Florencia Gariboldi said as soon as she started using the Nuvola software that helps hotels monitor property issues and respond to guest needs, she could tell that the creators had worked in hospitality.
“These people knew exactly what they were doing and that is so gratifying to people like me,” said Gariboldi, a former general manager for SBE Hotel Collection and Morgans Hotel Group properties and now president of Diverse Management Group. She implemented the software in properties she managed in South Florida, and said it connected the entire staff and allowed her team to respond to incidents and guest requests more quickly and efficiently.
That’s exactly what Juan Carlos Abello envisioned when he and his team created Nuvola, a platform that connects hotel staff and guests to solve issues promptly. Abello had worked at hotels, from Doubletree to the Delano, when he attended Florida International University, where he earned a bachelor’s degree in international business, and later at Emory University earning his MBA in general management. After graduating he worked for two years at an RFID technology company that tracked productivity.
Nuvola (mynuvola.com) combines that hospitality and tech experience to solve pain points for both hoteliers and guests, said Abello, who is the founder and CEO of the Miami-based startup. Hotels need a way to enable staff to respond to guest issues rapidly. Guests don’t want to have to use the phone to report a problem with their TV. And while Nuvola’s cloud-based platform does all this for hotels, it also collects behavioral data, so hotels can understand consumer patterns and preferences and better structure their services and promotions, Abello said. “That data is really where the value is, not only for the hotel but for the chain.”
Nuvola, which means cloud in Italian, emerged the winner of the Business Plan Challenge FIU Track, where judges rated Abello’s submitted business plan and a live presentation.
“What made Nuvola a winner was the combination of the founder’s deep category expertise with a focused sales effort that has generated revenue for the company from early on. That fueled growth without the need for outside investors and legitimized the need for the product and the willingness of customers to pay for it,” said Ricardo Weisz, an investor in early-stage companies and one of the judges.
The startup is a team of 10, all with hospitality experience. “Our collective hospitality experience allows us to offer the most intuitive quality assurance software in the market for both our desktop application and hotel staff,” Abello said. “Our competition is really paper. Eight out of 10 hotels we are visiting, they are using paper.”
To acquire customers, Abello started out the way many startups do: pounding the pavement. But after knocking on office doors at many hotels and being rejected, he created a digital marketing strategy. Once Nuvola’s website, social media and blog posts brought in traffic from hotels and piqued their interest, live sales calls were made, he said. And instead of pitching large hotel corporations, Abello and his team focused on franchise owners, hotel general managers and boutique hotel groups. Once a hotel’s owner or manager likes the product at one property, he or she is eager to use it in five or 10 other properties, he said.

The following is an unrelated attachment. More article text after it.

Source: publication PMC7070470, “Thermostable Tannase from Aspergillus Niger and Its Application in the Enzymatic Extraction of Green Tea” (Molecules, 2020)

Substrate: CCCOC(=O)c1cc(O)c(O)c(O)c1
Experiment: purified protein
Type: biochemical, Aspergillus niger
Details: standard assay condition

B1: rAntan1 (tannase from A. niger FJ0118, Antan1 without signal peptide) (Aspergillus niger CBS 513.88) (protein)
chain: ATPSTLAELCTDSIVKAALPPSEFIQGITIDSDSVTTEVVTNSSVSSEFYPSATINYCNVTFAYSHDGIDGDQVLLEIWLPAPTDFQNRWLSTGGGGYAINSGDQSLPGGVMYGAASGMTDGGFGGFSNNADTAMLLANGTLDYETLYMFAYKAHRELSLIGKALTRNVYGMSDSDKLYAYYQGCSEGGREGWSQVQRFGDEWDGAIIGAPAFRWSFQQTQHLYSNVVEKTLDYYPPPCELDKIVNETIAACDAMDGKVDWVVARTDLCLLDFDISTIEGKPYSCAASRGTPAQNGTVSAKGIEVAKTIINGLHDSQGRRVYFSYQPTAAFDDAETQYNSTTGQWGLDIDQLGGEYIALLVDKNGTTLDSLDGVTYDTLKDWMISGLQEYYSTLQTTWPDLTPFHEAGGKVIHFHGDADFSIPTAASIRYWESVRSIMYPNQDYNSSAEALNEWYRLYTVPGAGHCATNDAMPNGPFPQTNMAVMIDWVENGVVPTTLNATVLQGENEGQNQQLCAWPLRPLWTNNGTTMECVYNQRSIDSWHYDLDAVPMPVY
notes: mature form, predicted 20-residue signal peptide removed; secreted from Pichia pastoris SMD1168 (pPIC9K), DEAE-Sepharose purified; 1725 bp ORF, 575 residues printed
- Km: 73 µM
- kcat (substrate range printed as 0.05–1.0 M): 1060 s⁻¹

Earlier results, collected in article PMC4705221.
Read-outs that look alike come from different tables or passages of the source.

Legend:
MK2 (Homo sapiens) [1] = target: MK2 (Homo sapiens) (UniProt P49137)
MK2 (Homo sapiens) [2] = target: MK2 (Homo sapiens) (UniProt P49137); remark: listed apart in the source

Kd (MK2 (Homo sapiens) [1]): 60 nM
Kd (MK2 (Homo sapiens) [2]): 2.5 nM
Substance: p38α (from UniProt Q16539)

But now the startup is ready to scale across a global market of more than 400,000 hotels, with an initial focus on the U.S. and the Americas.
“Miami is our farm area, and 35 percent of our clients are serviced here. However, we’ve been able to grow and tap into new markets. Today we work in 12 countries,” he said in his plan. Already, Nuvola is being used by hotels in some of the world’s largest chains: InterContinental, Hilton, Sheraton, Crowne Plaza, Holiday Inn and Marriott, plus a number of boutique hotels.
To date, the revenue-producing company has been mostly self-financed, but now Abello plans to seek outside funding to accelerate growth and expand his sales and product development teams.
Nuvola’s intuitive platform includes sections for service requests, lost-and-found and package delivery, along with surveys and social feeds. The service includes an accompanying guest app called Angel so guests don’t have to pick up the phone or be at the hotel to connect with the concierge or check-in desk.
Key benefits for the hotels include improved incident response time, enhanced internal and external communication and standardized guest service processes. Happy guests lead to better reviews and repeat business. Hotels pay a monthly subscription for Nuvola, which includes 24/7 support and unlimited users among its hotel staff.
Gariboldi said she implemented the product in hotels she managed during the last two years, including the SLS Brickell, Redbury and SLS South Beach, and “it was always a seamless experience for the staff, for the guests and for the management team.”
Implementation was done in a day and the staff was trained and able to use the features in an hour, she said. She could monitor incident reports in real-time too, and the manager-on-duty reports would pop into her phone every morning, she said.
“By giving the right tools to the staff, the staff is really eager to submit issues and participate in hotel operations. ... Nuvola is extremely affordable, too.”